A handful of persons picketed me as I walked into the Blairmont Primary School. I later noted that although I have left the PPP, it appeared that the PPP has not left me!
PPP supporters still know that had I not been chased out from the party, they would have been “inside the school”, as part of government; and not outside, picketing on the streets!
They should now direct their kicks at the Stalinist Gang for betraying the expectations of Cheddi Jagan for a government of national unity. For me, I repeat what I have been saying ever since I left the PPP, “In my father’s house, there is room for all”.

More and more people are worried that, in an oil and gas economy where Guyana is placed among the richest countries of the world, those who follow the PPP’s boycott and confrontational strategy could be locked out from any meaningful role in our “Petro-state”.
During a private meeting, a staunch pro-PPP, anti-coalition critic misdirected at me the question: “Aren’t PPP supporters seeing this?”
Some PPP supporters may refuse to see the real politics why they are not in government, but most of them accept the reality that Guyana is moving forward. The evidence is right inside their communities in new streets, better drainage, road lamps, etc.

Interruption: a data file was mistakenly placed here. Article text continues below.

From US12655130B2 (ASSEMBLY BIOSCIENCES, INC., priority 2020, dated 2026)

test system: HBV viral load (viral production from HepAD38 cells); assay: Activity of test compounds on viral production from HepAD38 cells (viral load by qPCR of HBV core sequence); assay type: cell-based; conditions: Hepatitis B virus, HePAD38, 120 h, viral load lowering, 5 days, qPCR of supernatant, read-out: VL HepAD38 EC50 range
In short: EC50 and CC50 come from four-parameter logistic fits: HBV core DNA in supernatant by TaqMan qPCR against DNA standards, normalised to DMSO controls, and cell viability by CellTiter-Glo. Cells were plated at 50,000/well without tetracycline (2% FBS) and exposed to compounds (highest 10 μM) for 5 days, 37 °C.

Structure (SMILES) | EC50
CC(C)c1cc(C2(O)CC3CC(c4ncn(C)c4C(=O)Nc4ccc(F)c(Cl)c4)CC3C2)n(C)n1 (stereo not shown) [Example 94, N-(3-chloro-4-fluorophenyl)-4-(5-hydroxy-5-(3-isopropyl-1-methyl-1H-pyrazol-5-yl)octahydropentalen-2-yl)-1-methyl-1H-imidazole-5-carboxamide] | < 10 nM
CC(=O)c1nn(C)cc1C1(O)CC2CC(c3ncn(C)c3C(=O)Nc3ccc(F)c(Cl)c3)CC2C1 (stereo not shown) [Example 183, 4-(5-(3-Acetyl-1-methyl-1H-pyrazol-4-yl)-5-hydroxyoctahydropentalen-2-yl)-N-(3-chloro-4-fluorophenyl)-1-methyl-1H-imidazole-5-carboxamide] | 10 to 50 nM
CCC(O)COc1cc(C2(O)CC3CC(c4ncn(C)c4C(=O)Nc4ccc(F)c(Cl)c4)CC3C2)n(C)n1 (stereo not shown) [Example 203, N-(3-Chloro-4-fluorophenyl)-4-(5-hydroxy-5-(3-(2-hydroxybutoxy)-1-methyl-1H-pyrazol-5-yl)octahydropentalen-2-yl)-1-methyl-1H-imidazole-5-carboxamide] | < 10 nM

They know that the Coalition could not, in just four years, do miracles; but it is doing a pretty good job. It would not surprise anyone that as elections draw closer, there would be an avalanche of cross-over from the PPP towards the Coalition.

The “newness” we see in almost every village and in hinterland communities is the work of the entire Coalition Government and dedicated public servants in the regions, municipalities, neighbourhoods and Amerindian communities.

Our women ministers have led the way in bringing this newness in how government ought to do its work in the education, health, transport, telecommunications and housing sectors, and in promoting hinterland integration through entrepreneurship.
The Bs – buses, boats, bicycles, books and breakfast – remain the most popular innovation of this government. Hats off to Minister Amna Ally for being the engine that drives the “David G” programme.

Kisses are in order for all of them.